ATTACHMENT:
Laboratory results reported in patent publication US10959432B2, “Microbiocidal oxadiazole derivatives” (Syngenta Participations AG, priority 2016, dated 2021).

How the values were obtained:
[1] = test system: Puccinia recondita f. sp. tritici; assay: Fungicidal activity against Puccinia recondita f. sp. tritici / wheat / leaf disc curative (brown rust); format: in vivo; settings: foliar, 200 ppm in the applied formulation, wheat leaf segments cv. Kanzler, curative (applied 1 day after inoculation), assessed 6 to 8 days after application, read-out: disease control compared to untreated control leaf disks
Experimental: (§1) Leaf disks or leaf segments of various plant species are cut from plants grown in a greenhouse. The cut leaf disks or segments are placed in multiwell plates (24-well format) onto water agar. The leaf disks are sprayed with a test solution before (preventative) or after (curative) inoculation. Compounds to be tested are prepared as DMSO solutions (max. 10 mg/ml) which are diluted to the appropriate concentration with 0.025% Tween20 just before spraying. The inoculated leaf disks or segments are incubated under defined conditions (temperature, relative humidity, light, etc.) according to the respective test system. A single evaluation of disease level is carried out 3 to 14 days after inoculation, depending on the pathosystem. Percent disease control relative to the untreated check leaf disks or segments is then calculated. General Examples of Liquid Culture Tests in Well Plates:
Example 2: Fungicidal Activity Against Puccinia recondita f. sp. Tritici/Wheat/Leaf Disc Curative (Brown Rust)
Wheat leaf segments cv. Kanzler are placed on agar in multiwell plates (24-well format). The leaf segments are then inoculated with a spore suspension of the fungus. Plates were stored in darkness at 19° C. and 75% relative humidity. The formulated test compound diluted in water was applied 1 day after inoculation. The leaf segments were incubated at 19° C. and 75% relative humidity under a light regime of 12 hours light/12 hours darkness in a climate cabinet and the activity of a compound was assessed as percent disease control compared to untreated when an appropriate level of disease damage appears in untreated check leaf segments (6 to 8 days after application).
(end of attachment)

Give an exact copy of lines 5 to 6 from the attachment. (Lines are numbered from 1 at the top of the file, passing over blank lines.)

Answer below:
Example 2: Fungicidal Activity Against Puccinia recondita f. sp. Tritici/Wheat/Leaf Disc Curative (Brown Rust)
Wheat leaf segments cv. Kanzler are placed on agar in multiwell plates (24-well format). The leaf segments are then inoculated with a spore suspension of the fungus. Plates were stored in darkness at 19° C. and 75% relative humidity. The formulated test compound diluted in water was applied 1 day after inoculation. The leaf segments were incubated at 19° C. and 75% relative humidity under a light regime of 12 hours light/12 hours darkness in a climate cabinet and the activity of a compound was assessed as percent disease control compared to untreated when an appropriate level of disease damage appears in untreated check leaf segments (6 to 8 days after application).